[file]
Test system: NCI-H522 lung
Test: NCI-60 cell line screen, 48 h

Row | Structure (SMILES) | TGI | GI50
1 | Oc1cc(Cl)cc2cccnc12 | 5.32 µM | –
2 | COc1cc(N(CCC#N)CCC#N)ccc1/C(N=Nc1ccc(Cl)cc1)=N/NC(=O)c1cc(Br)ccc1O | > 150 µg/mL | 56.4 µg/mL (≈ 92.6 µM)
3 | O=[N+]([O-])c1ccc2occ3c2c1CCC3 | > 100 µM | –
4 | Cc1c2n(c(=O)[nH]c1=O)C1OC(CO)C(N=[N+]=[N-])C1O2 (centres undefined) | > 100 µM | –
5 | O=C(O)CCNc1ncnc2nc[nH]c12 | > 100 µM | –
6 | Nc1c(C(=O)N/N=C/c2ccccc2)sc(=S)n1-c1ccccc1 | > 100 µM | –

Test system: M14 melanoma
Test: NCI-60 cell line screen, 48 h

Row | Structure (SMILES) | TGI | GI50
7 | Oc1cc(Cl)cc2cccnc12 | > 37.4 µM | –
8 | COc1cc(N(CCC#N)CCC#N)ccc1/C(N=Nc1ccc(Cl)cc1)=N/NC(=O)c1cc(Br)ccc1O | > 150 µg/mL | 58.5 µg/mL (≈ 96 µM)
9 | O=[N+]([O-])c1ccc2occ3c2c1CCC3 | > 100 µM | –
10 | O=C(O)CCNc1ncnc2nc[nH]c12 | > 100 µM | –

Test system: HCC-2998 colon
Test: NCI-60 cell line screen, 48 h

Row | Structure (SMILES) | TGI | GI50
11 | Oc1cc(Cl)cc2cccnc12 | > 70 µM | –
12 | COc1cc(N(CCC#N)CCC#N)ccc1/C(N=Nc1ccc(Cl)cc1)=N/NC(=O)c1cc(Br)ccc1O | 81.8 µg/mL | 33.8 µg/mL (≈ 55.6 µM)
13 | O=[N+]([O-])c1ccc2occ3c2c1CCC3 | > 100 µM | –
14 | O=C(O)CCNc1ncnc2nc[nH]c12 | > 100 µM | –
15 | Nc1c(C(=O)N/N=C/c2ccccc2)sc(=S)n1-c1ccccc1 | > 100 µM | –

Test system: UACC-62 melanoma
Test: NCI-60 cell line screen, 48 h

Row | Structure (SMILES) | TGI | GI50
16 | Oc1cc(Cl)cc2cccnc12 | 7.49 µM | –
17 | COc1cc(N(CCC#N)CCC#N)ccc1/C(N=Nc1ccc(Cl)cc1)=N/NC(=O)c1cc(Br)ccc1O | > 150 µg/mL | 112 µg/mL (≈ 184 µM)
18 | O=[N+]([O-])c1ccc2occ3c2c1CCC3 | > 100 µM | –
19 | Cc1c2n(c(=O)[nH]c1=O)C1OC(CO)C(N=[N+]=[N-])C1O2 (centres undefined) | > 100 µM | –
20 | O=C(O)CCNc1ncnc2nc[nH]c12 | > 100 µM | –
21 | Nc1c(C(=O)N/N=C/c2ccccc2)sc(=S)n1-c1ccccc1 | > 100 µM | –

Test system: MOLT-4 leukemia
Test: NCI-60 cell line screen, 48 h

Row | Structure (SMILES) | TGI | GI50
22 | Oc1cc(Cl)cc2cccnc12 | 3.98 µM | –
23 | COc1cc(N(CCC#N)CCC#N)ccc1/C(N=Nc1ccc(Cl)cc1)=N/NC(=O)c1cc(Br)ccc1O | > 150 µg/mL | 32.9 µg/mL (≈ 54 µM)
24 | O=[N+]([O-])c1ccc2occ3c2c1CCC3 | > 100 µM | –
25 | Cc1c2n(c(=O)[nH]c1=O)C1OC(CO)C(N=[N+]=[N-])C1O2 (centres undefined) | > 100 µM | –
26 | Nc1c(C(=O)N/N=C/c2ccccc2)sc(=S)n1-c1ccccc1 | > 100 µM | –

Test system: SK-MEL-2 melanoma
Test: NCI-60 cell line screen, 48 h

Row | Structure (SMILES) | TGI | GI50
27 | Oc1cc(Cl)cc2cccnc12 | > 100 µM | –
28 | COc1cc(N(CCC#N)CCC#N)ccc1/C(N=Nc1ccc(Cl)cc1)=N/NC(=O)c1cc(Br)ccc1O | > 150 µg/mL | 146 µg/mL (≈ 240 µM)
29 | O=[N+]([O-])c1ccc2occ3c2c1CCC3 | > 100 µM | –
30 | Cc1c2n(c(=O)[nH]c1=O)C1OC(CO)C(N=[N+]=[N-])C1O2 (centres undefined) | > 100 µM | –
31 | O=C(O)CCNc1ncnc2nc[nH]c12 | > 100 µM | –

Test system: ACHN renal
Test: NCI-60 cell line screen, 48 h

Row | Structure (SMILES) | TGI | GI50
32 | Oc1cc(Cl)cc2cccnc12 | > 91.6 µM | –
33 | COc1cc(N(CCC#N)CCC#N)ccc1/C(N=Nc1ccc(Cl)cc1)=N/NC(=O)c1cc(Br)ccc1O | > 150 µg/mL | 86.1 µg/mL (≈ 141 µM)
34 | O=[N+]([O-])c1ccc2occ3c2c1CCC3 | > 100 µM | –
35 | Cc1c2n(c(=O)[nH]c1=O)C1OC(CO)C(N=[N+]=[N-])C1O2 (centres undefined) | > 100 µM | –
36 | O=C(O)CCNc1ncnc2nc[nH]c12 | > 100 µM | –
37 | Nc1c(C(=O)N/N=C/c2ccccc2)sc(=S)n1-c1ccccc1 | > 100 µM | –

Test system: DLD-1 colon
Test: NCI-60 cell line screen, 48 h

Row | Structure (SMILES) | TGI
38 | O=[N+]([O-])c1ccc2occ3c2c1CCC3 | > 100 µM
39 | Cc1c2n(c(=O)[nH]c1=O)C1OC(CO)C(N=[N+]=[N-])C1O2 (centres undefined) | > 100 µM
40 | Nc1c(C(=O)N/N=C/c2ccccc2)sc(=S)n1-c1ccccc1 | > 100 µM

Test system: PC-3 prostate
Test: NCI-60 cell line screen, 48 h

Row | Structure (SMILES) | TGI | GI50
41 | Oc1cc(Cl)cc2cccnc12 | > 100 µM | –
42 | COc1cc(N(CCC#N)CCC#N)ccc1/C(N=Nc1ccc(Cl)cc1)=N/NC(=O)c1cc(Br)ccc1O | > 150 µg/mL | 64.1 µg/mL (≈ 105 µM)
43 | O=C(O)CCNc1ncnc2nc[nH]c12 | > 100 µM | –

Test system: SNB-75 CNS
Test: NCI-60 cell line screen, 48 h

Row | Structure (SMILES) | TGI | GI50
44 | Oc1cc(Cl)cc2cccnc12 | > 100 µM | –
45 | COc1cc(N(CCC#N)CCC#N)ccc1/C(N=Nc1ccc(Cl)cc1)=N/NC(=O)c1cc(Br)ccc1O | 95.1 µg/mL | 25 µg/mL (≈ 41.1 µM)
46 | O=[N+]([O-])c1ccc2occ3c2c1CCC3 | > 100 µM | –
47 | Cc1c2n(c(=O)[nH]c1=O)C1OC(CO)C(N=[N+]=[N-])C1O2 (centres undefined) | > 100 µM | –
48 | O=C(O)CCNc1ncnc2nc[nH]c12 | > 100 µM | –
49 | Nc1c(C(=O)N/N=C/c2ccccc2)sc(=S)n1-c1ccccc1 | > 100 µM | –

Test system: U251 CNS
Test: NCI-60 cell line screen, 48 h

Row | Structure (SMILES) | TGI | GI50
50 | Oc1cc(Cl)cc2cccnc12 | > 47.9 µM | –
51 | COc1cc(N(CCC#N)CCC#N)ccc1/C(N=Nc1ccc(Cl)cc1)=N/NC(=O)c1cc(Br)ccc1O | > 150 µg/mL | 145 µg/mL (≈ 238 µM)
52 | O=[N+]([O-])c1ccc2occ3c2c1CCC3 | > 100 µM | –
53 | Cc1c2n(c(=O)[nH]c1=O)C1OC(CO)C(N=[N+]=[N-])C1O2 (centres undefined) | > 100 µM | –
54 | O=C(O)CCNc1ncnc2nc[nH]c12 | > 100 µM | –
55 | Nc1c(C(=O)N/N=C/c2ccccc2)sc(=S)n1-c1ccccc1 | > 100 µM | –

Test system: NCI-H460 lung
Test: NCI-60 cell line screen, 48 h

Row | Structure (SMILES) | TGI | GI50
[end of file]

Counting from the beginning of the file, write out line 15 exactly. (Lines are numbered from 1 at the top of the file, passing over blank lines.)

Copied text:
9 | O=[N+]([O-])c1ccc2occ3c2c1CCC3 | > 100 µM | –